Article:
From the August 27, 1980 issue of The Soho News — only slightly tweaked almost three decades later. –J.R.
Douglas Sirk in Germany: Four Films
Museum of Modern Art, Aug. 15-18
It must have been in the late spring of 1959 — surrounded mainly be weeping matrons at a matinee of Imitation of Life in Florence, Alabama — that I first tangled with the considerable talents of major melodramatist Douglas Sirk. At the time, these were focused on the task of encouraging white middle-class segregationists and racists to weep bittersweet buckets over the sentimental death of an Aunt Jemima figure named Annie (Juanita Hall), a nas ole cullid lady (as those matrons would have put it) who — unlike her sexy and evil light-skinned, teenage daughter, Sarah Jane (Susan Kohner) — knew her place, accepted her color as a necessary cross to bear, and then died of a broken heart when Sarah Jane rejected her.
Bearing in mind this particular praxis of Sirk’s last Hollywood film, I’ve always felt just a little querulous when armchair Marxists in London have patiently explained to me that Sirk was actually a Brechtian subversive back in the ’50s, boring from within — subtly and secretly criticizing our American values.… Read more »
This originally appeared in the July 22, 2005 issue of the Chicago Reader; I’ve slightly extended it here, pictorially as well as verbally, on February 8, 2010. — J.R.
MAGNIFICENT OBSESSION: **
FRANK LLOYD WRIGHT’S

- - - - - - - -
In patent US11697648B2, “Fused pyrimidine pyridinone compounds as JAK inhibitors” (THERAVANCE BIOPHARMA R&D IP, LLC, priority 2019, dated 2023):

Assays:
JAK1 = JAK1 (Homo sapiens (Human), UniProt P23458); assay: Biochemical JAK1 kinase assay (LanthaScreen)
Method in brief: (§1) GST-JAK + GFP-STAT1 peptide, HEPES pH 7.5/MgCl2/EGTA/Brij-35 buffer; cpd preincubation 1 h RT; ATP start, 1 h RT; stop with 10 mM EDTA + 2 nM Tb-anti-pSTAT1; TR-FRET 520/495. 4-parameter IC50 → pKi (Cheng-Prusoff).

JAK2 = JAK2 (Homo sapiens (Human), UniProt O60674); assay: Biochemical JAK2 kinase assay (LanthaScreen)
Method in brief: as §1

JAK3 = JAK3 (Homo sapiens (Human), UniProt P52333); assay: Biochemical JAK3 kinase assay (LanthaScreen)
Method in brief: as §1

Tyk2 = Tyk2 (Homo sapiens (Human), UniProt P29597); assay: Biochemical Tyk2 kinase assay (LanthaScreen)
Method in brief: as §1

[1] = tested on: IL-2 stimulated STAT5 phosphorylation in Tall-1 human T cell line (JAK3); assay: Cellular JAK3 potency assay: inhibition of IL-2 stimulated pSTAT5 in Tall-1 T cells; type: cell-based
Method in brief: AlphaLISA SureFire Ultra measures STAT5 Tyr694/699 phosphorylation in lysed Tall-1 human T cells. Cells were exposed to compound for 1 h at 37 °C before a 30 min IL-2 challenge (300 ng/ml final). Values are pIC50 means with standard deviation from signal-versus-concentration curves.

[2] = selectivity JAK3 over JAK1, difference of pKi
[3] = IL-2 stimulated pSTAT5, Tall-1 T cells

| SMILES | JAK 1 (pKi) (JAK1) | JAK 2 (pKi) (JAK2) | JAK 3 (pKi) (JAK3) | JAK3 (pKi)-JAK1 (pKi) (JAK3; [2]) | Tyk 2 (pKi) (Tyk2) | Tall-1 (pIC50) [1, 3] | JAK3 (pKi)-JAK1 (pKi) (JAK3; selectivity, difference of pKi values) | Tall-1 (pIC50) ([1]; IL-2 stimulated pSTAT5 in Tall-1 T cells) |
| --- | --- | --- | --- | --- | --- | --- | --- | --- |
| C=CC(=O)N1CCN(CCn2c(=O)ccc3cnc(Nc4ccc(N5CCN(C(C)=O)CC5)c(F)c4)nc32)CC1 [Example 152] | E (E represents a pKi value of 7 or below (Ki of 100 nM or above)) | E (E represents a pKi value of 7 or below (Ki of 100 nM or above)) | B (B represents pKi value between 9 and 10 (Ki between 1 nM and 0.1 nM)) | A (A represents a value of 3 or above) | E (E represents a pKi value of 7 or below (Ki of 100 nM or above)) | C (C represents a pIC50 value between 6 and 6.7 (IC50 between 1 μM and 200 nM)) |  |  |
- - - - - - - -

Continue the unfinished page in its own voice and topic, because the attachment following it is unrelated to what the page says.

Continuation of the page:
BUILDINGS AND LEGACY
DIRECTED BY KAREN SEVERNS
AND KOICHI MORI
WRITTEN BY SEVERNS
NARRATED BY AZBY BROWN AND
It’s widely known that Japan had a profound influence on the work of Frank Lloyd Wright. But how many of us have the chance to discover that the reverse is also true? According to the commentary written by Chicago native Karen Severns for Magnificent Obsession: Frank Lloyd Wright’s Buildings and Legacy In Japan – a 128-minute American documentary (2004) she made with her Japanese husband Koichi Mori, which also exists in a Japanese version —- the effort to distinguish between emulations and imitations of Wright in Japanese architecture criticism is no small affair, and “At one point, there were 32 Wright-related terms in the [Japanese] architectural lexicon.”
One could posit a certain analogy between this oscillating cultural exchange and a process set in motion by some young, maverick French film critics in the 50s. Their eccentric enthusiasm for some Hollywood directors produced a new kind of French cinema and French film criticism, and this wound up influencing 60s Hollywood and American film criticism in turn.… Read more »